[2] The RFP provided for the following rating system with respect to the technical factors: blue--an exceptional proposal which contains significant strengths and no significant or only a few minor weaknesses; green--a good proposal, which contains significant strengths, which clearly outweigh the minor weaknesses; yellow--an acceptable proposal in which the strengths and significant weaknesses are essentially equal; orange--a marginal proposal in which the significant weaknesses outweigh strengths; and red--an unacceptable proposal which contains numerous significant weaknesses and deficiencies and no, or even minor, strengths.
[3] The SSA's award memorandum includes the SSEB's evaluation, rankings, and award recommendation.
[4] In the context of this procurement, scalability concerns the ability of the proposed solution to handle a large number of users concurrently.
[5] The other reference involved the use of Mobiam's software in a state criminal justice environment, which links over 500 systems serving 35,000 internal users.
[6] With respect to the protester's argument that Mobiam's software product could not be considered COTS because it has only been used in less extensive healthcare environments than the one covered by this procurement, we note that while the RFP requirements may be more extensive, we think the agency could reasonably conclude that the Mobiam software, as discussed above, was COTS and could satisfy these RFP requirements with minimal configuration.
[7] Cerner also argues, in its supplemental protest, that Mobiam was unfairly allowed to exceed the RFP page limitation for initial technical proposals. The record shows that Mobiam did exceed the 60-page limitation imposed by the RFP in its initial proposal. While we believe it was improper for the agency to waive this page limitation for Mobiam without affording other offerors the same opportunity to exceed the page limitation for their respective initial proposals, we do not believe that Cerner has demonstrated prejudice. As a result of the initial evaluation, Cerner's proposal was rated good and Mobiam's proposal, even exceeding the page limitation, was rated acceptable. The record shows, however, that prior to the submission of final revised proposals, both offerors were given the same opportunities to demonstrate the capabilities of their products through live demonstrations and video presentations, as well as during discussions and the submission of final revised proposals (without a page limitation). Given the opportunities for Cerner to demonstrate the superiority of its product, with no limitation on the amount of information it could provide during discussions and in the final revised proposal, we do not see how Cerner has been prejudiced by the agency's waiver of the page limit for Mobiam's initial proposal. See Parmatic Filter Corp., B-285288, Aug. 14, 2000, 2000 CPD 185 at 8.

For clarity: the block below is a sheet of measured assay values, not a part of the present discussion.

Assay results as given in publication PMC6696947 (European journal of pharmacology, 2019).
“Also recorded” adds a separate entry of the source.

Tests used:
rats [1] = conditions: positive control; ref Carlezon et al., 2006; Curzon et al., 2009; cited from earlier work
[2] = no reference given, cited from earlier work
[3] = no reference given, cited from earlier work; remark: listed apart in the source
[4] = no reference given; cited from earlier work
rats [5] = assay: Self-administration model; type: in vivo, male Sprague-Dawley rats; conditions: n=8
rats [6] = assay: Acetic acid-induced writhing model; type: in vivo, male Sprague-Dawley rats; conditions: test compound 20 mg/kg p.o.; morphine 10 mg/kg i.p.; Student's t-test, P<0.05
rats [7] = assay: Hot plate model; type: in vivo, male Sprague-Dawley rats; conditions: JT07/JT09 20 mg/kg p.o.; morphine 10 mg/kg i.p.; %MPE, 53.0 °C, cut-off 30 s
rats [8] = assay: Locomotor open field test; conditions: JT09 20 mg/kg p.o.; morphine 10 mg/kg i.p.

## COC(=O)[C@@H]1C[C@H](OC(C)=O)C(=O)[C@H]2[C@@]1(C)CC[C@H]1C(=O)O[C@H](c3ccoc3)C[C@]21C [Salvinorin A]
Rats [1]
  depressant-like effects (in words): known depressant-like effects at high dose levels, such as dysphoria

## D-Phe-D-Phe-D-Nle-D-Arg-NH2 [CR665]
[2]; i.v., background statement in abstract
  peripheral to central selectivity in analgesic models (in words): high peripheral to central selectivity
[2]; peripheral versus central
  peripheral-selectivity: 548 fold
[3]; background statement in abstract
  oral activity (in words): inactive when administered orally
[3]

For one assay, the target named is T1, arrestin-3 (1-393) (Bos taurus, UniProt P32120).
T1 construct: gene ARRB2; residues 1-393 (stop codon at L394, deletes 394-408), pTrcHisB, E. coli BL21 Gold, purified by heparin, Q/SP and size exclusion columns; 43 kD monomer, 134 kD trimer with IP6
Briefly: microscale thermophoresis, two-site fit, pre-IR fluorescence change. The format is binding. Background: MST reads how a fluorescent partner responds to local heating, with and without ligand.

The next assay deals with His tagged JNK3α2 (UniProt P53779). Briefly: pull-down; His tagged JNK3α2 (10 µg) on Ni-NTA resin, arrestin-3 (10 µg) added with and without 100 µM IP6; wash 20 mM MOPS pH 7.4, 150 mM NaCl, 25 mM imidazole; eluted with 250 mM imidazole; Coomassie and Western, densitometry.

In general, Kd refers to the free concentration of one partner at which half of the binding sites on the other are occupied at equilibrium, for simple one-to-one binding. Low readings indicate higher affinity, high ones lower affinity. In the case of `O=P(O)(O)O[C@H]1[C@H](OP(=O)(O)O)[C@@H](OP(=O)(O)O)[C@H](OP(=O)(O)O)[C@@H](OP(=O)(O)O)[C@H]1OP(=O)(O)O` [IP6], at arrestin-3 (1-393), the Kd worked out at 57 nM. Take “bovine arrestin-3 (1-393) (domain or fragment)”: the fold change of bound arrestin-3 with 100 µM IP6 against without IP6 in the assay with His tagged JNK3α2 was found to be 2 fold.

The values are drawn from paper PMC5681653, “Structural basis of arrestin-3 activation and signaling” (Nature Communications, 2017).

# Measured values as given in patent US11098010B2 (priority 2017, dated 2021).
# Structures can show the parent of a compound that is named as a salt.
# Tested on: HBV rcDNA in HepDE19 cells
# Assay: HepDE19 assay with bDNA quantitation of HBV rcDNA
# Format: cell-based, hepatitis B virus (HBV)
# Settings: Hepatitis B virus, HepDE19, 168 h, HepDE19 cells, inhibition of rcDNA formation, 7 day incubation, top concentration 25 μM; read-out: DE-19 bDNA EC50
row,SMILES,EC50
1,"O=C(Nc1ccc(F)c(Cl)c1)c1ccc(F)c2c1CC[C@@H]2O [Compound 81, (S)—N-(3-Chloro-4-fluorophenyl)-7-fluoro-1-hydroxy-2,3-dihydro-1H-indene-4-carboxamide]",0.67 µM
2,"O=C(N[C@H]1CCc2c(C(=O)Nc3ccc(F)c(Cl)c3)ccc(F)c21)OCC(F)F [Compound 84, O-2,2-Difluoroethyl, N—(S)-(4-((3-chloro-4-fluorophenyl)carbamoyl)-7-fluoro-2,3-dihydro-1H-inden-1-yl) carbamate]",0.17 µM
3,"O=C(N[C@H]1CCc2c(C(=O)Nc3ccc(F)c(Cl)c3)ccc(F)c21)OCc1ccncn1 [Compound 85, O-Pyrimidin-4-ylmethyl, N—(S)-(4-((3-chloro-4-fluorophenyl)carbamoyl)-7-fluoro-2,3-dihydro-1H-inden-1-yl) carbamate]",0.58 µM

[8] –Fat client— is a term for the client machine (the individual personal computer) in a client/server environment that performs most or all of the application processing, with little or none of the processing performed in the server. As a result, when the application is updated or changed, each machine that runs the application must be updated or changed. A fat client requires a more expensive computer to run the software and large amounts of data must be transferred between the individual client computer and the server. In contrast, a –thin client— architecture reduces hardware, software, and infrastructure costs. When a thin client application is changed, only the central application must be changed, that is, individual personal computers do not have to be changed. AR, Tab 1, Memorandum from SSA to GAO, at 11.
[9] Cerner maintains that it has a web-based version of its existing software that will be available in time to meet the agency's requirements and, had it known of the agency's interest in a web-based solution, as opposed to a client-server/Citrix solution, it could have demonstrated a version of its web-based software at the live demonstration. Protester's Supplemental Protest at 8. Consistent with the RFP, as discussed above, if Cerner had a web-based solution at the time of its product demonstration, nothing precluded Cerner from proposing such a solution at that time.
[10] Cerner argues that the agency ignored its explanation that its application had been –tested— with [DELETED] concurrent users. Cerner indicates in its proposal, however, that this was a lab result and not an actual performance environment.
[11] In this regard, we note that the RFP provided that the agency would conduct a risk assessment to focus on potential for: disruption of schedule, increased cost, degradation of performance, need for increased government oversight, and likelihood of unsuccessful performance. RFP M.2.4.